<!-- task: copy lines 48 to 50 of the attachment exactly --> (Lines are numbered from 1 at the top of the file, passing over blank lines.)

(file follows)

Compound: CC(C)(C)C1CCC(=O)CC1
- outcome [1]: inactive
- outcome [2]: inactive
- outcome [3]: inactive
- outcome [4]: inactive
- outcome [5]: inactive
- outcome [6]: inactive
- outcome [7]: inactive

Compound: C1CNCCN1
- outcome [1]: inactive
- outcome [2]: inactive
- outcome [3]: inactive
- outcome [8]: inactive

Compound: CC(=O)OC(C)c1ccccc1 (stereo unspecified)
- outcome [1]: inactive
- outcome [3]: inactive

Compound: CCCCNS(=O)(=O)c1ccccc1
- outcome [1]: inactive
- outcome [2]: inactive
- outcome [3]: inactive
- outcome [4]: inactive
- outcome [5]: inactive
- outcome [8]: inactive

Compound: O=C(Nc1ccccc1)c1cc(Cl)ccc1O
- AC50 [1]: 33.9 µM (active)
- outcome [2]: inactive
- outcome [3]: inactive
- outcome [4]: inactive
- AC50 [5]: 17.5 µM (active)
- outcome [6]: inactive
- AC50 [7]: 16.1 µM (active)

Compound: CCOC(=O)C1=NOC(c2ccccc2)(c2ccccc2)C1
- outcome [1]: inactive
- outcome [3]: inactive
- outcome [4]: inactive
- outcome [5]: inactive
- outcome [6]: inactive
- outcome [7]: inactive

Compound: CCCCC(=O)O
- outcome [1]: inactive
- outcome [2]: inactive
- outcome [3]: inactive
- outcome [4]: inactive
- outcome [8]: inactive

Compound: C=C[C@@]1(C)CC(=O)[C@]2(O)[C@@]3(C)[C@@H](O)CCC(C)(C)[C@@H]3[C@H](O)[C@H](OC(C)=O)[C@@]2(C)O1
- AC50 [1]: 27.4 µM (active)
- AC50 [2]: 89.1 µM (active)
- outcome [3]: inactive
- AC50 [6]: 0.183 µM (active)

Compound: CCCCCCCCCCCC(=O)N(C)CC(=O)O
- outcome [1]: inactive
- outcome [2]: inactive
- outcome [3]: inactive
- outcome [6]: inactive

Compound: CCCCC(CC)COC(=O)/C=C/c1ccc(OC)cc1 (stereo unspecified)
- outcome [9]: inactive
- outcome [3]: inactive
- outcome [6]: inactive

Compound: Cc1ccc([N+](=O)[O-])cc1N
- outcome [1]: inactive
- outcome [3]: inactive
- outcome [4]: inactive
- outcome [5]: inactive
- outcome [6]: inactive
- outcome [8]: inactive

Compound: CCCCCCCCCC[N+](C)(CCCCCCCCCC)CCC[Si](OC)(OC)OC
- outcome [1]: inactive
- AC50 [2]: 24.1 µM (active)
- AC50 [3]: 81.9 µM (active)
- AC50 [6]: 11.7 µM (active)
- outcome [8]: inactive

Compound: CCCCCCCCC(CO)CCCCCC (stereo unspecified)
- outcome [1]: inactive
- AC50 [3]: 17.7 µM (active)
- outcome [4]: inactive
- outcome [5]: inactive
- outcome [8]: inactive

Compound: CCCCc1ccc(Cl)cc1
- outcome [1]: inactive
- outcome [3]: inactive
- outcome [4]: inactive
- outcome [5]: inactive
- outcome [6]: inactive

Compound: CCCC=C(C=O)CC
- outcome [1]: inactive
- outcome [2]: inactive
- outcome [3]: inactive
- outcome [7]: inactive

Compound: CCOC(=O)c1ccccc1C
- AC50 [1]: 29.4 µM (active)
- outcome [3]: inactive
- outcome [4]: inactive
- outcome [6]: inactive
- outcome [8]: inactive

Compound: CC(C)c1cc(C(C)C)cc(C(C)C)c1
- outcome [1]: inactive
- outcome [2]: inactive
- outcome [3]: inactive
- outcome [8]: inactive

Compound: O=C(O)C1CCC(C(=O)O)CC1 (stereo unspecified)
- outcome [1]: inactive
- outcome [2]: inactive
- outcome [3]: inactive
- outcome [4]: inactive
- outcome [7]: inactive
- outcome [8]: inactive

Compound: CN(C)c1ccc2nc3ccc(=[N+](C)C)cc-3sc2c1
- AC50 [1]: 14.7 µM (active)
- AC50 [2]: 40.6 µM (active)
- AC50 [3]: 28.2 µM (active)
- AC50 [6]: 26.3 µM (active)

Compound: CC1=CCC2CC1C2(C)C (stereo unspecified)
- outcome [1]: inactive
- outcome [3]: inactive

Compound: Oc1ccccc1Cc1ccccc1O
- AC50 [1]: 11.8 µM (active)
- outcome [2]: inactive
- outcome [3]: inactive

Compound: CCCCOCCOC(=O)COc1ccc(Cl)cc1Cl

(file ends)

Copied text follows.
- outcome [3]: inactive
- AC50 [6]: 0.183 µM (active)

Compound: CCCCCCCCCCCC(=O)N(C)CC(=O)O